Department of Public Utilities and the Department of Neighborhoods

 In Collaboration with:



Application are Available Here

Community gardens are on the rise throughout our nation, as families seek economic ways to eat more healthy foods by growing their own fruits and vegetables. Gardening in a neighborhood environment strengthens relationships among neighbors, reduces stress and enhances a sense of well being.
The City of Toledo wants to help water community gardens because citizens working with non-profit partners can grow more than plants…When everyone pulls together, we can promote economic development through job training and education, and support entrepreneurs engaged in urban agriculture.



What is fundable?

The City of Toledo has authorized the Department of Public Utilities to use Water Distribution Infrastructure Development Funding to install in selected community gardens: the water tap, curb stop, meter pit, remote-read meter, and a surface (in-ground) hose connection at an estimated cost of $2000 per location.

What are the benefits for Community Gardeners?


  1. No equipment rental charges
  2. No need for customer to call in meter reads
  3. Customers pay for water only (minimum 2000 cubic feet charge for 90-days = $30)
  4. Reduces need to move across streets for hydrant water access, improving safety and reducing equipment costs (hose damage)
  5. Convenience—All of the above

What are the obligations? Gardeners must pay cost of water:


The cost for water will vary greatly depending upon how much is used but a conservative minimum for the quarter will be required. The minimum usage per 90 day cycle is 2000 cubic feet ($30/3 = less than $10 per month) or 14,960 gallons, which would be about 166 gallons per day over 90 days. Using an estimate of one inch of water needed per week, this amount would water a 2000 square foot garden.
For larger gardens, the cost would be proportionate:

  • 4000 Square Feet…………$60
  • 8000 Square Feet………$120
  • 40,000 Square Feet……$600

The above examples use a general guideline of an inch of water per week. In hot weather, vegetables may need more water, up to about ½ inch per week extra for every 10 degrees that the average temperature is above 60 degrees. An inch of water is about 60 gallons per 100 square feet.

IMPORTANT: An authorized individual or entity (Agent) must sign a contract to be legally bound to pay for the water used at the garden location. This party will be billed based upon the actual metered usage. NOTE: To avoid charges during the off season, the party must contact DPU at 419-245-1800 to schedule a meter turn-off in the fall and turn-on in the spring.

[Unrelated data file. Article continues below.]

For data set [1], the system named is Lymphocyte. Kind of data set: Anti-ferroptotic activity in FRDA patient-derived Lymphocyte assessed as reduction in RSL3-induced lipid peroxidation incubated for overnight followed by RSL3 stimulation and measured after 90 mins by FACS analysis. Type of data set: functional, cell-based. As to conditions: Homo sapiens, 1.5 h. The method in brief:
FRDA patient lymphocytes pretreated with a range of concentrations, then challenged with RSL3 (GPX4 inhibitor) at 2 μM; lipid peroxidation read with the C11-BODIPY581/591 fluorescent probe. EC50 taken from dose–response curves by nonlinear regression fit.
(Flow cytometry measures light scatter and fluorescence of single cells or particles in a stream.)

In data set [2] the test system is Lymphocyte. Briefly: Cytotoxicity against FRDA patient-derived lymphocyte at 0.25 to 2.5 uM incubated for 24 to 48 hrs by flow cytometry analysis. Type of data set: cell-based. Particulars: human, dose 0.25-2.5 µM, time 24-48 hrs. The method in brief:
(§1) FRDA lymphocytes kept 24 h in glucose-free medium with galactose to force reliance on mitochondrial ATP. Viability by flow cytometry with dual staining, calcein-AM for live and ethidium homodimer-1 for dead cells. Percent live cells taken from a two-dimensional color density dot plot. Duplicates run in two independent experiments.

Where is the application? Are there deadlines?

Applications are available through partner organizations (Department of Neighborhoods, Toledo GROWs, OSU Extension, and CIFT) and online at Here. Organizations may apply at any time, but applications will be reviewed three times a year, based upon being received prior to February 1, June 1 and September 1.

Hard copy applications complete with signature of authorized agent should be submitted to the Department of Public Utilities as indicated on the application form.

Who selects the Gardens?

Applications will be evaluated by a panel of representatives from the Department of Public Utilities, the Department of Neighborhoods, OSU Extension Service, Toledo GROWs, and the Center for Innovative Food Technology (CIFT). Applicant groups may be asked to meet in person with the Panel or a member of the Panel to address additional questions which may arise during the evaluation process.

What aspects are considered to determine selection for the Community Garden Water Program?



  • The Community Garden Water Program is intended to facilitate urban gardens where citizens work together as volunteers and are affiliated with non-profit neighborhood associations/organizations or gardening outreach sponsors such as Toledo GROWs.
  • To prioritize requests, the Panel will consider aspects promoting economic development such as: efforts to use the garden for job training and education, the number of people involved with the project, the number of families receiving fresh produce, the group or organizational capacity, dedication to sustaining the volunteer effort required to produce good results, support for entrepreneurs engaged in urban agriculture, and providing attractive green spaces for ticketed events and presentations.
  • Neighborhood beautification will also be considered as an element of the Program.
  • Further, the Panel will want to see evidence of the long-term viability of the community garden.
  • A contract with the DPU for Community Garden Water service must be placed in the name of a responsible individual or organization with no DPU account arrearages.
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